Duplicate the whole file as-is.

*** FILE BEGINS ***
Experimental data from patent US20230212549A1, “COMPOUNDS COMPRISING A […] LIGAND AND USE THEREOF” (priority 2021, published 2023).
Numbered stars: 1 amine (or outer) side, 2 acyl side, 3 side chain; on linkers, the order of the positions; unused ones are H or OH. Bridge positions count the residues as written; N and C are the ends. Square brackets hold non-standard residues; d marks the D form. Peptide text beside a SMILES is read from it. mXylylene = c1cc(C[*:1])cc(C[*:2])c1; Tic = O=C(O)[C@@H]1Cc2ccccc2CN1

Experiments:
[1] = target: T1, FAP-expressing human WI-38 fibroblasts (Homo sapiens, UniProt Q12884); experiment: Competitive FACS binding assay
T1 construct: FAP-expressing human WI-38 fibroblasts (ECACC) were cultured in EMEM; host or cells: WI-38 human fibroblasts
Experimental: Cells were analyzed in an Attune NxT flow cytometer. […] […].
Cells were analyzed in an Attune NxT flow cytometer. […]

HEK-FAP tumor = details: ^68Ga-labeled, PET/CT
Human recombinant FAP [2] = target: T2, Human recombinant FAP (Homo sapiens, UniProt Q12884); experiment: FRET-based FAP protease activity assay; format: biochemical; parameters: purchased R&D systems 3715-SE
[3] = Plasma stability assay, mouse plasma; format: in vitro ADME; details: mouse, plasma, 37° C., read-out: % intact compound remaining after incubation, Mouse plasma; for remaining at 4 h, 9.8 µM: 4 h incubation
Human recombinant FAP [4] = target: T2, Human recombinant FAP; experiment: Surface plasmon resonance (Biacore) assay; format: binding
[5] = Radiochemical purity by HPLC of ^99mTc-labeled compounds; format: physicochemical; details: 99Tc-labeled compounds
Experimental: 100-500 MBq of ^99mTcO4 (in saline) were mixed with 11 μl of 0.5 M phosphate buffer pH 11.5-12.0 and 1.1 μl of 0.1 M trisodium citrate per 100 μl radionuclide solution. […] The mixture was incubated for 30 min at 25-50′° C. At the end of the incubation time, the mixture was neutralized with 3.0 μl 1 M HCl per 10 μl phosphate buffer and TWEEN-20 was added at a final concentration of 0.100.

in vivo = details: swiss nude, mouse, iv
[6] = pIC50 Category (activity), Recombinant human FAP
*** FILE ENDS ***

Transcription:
Experimental data from patent US20230212549A1, “COMPOUNDS COMPRISING A […] LIGAND AND USE THEREOF” (priority 2021, published 2023).
Numbered stars: 1 amine (or outer) side, 2 acyl side, 3 side chain; on linkers, the order of the positions; unused ones are H or OH. Bridge positions count the residues as written; N and C are the ends. Square brackets hold non-standard residues; d marks the D form. Peptide text beside a SMILES is read from it. mXylylene = c1cc(C[*:1])cc(C[*:2])c1; Tic = O=C(O)[C@@H]1Cc2ccccc2CN1

Experiments:
[1] = target: T1, FAP-expressing human WI-38 fibroblasts (Homo sapiens, UniProt Q12884); experiment: Competitive FACS binding assay
T1 construct: FAP-expressing human WI-38 fibroblasts (ECACC) were cultured in EMEM; host or cells: WI-38 human fibroblasts
Experimental: Cells were analyzed in an Attune NxT flow cytometer. […] […].
Cells were analyzed in an Attune NxT flow cytometer. […]

HEK-FAP tumor = details: ^68Ga-labeled, PET/CT
Human recombinant FAP [2] = target: T2, Human recombinant FAP (Homo sapiens, UniProt Q12884); experiment: FRET-based FAP protease activity assay; format: biochemical; parameters: purchased R&D systems 3715-SE
[3] = Plasma stability assay, mouse plasma; format: in vitro ADME; details: mouse, plasma, 37° C., read-out: % intact compound remaining after incubation, Mouse plasma; for remaining at 4 h, 9.8 µM: 4 h incubation
Human recombinant FAP [4] = target: T2, Human recombinant FAP; experiment: Surface plasmon resonance (Biacore) assay; format: binding
[5] = Radiochemical purity by HPLC of ^99mTc-labeled compounds; format: physicochemical; details: 99Tc-labeled compounds
Experimental: 100-500 MBq of ^99mTcO4 (in saline) were mixed with 11 μl of 0.5 M phosphate buffer pH 11.5-12.0 and 1.1 μl of 0.1 M trisodium citrate per 100 μl radionuclide solution. […] The mixture was incubated for 30 min at 25-50′° C. At the end of the incubation time, the mixture was neutralized with 3.0 μl 1 M HCl per 10 μl phosphate buffer and TWEEN-20 was added at a final concentration of 0.100.

in vivo = details: swiss nude, mouse, iv
[6] = pIC50 Category (activity), Recombinant human FAP